AUSTIN (NBC News) If you’re flying to your vacation destination in the coming months, brace for a packed plane.
“Each flight that you’re on as a consumer, as a passenger, is more than likely overbooked,” warns aviation attorney Joseph Lorusso.
That’s because airlines expect a certain number of passengers to miss each flight, but sometimes, more people show up than anticipated, forcing airlines to seek volunteers to be bumped, .Or, if that doesn’t work, to choose ticket-holders to bump.
A reservation made well in advance is no guarantee.
“Most commonly we see it go from the back to the front, meaning an economy passenger is more susceptible to being bumped than say a first class passenger,” Lorusso explains.
Frequent fliers and airline credit card holders also get priority against bumping.
There are other protections for fliers.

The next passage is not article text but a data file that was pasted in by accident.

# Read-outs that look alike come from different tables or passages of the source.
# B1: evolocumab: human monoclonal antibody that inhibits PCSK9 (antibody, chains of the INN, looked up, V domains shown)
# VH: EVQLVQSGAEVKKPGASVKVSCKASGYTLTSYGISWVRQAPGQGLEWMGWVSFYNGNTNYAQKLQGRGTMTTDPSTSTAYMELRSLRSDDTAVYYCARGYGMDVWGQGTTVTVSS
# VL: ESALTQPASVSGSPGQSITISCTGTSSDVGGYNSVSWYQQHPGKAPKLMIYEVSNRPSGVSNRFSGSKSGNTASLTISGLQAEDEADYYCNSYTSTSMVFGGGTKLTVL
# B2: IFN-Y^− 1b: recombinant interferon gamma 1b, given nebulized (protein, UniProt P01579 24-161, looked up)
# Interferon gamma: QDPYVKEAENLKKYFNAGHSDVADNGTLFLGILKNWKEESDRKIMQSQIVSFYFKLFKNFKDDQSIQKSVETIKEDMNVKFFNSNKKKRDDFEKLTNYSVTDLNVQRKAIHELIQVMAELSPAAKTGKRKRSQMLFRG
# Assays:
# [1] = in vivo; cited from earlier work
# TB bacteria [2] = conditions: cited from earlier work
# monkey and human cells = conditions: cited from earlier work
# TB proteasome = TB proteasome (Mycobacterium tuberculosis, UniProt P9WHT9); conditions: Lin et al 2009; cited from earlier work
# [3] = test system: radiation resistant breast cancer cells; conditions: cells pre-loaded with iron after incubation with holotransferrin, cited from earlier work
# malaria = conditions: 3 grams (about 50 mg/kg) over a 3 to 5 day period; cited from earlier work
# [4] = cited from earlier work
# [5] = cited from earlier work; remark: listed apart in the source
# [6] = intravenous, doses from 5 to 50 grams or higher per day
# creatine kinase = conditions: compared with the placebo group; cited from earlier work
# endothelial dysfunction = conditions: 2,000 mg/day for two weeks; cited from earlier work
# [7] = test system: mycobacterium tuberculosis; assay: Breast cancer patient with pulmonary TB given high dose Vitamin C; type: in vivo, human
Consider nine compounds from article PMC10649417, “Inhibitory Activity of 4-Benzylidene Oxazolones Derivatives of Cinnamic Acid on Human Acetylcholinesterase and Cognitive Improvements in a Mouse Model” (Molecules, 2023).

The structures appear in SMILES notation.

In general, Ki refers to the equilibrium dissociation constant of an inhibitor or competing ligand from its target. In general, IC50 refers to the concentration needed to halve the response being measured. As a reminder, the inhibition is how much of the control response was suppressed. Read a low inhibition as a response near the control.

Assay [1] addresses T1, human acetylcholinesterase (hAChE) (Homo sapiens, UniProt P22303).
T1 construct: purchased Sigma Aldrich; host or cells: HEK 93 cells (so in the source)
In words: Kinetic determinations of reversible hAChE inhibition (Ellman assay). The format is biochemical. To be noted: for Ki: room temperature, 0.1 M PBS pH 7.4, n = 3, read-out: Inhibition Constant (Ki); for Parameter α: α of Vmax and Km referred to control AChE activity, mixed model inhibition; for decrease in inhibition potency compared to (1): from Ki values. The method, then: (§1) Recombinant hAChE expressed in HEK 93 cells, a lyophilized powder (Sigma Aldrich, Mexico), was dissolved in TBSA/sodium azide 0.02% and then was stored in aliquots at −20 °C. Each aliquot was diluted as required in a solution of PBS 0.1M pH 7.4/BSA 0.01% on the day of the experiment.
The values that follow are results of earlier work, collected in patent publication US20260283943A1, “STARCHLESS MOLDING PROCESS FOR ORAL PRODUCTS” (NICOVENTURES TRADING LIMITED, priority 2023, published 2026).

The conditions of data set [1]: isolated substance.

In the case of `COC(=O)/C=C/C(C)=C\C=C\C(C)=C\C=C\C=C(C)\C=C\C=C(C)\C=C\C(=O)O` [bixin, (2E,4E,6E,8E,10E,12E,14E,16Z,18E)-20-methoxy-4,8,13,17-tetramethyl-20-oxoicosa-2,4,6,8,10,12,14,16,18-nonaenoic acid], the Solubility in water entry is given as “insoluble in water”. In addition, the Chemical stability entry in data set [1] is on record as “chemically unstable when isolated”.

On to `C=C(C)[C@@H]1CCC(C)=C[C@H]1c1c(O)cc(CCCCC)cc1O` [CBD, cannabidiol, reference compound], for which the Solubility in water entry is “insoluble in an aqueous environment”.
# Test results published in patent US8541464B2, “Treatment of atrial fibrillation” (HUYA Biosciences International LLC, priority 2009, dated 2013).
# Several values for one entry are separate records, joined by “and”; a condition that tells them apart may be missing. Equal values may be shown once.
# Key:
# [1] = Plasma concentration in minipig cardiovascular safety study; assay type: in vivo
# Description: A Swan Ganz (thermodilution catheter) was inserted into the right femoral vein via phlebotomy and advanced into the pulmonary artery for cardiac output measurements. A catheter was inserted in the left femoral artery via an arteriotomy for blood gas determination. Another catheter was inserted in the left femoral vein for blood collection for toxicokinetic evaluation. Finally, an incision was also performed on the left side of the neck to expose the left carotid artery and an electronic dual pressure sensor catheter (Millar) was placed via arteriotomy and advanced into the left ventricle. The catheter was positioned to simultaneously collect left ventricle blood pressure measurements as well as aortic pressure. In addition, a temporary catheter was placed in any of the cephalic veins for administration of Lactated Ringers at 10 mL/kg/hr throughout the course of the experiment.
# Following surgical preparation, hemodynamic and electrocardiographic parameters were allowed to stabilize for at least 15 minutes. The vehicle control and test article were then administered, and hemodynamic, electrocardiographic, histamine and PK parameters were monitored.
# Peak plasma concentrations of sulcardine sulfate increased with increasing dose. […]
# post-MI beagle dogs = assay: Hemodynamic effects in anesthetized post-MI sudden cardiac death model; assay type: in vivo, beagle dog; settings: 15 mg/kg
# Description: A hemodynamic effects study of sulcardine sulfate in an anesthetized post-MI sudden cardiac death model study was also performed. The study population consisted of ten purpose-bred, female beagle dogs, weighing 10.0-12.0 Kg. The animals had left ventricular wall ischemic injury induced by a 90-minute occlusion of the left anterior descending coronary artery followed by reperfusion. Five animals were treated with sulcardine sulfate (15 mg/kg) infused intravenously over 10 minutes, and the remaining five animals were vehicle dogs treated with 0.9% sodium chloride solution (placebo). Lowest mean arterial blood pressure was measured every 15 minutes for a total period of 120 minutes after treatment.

“It’s a little known fact people are afforded rights under the Airline Passengers Bill of Rights,” Lorusso says.
Included are guidelines about the compensation you are entitled to if you get bumped.
Even if you think your passenger rights are being violated, make sure you always follow crew instructions.
Experts suggest not volunteering if a flight is overbooked. Airlines can offer vouchers with limitations or less money that if you were involuntarily bumped.
If you do volunteer, dont be afraid to negotiate.
Read more: http://nbcnews.to/2px2knc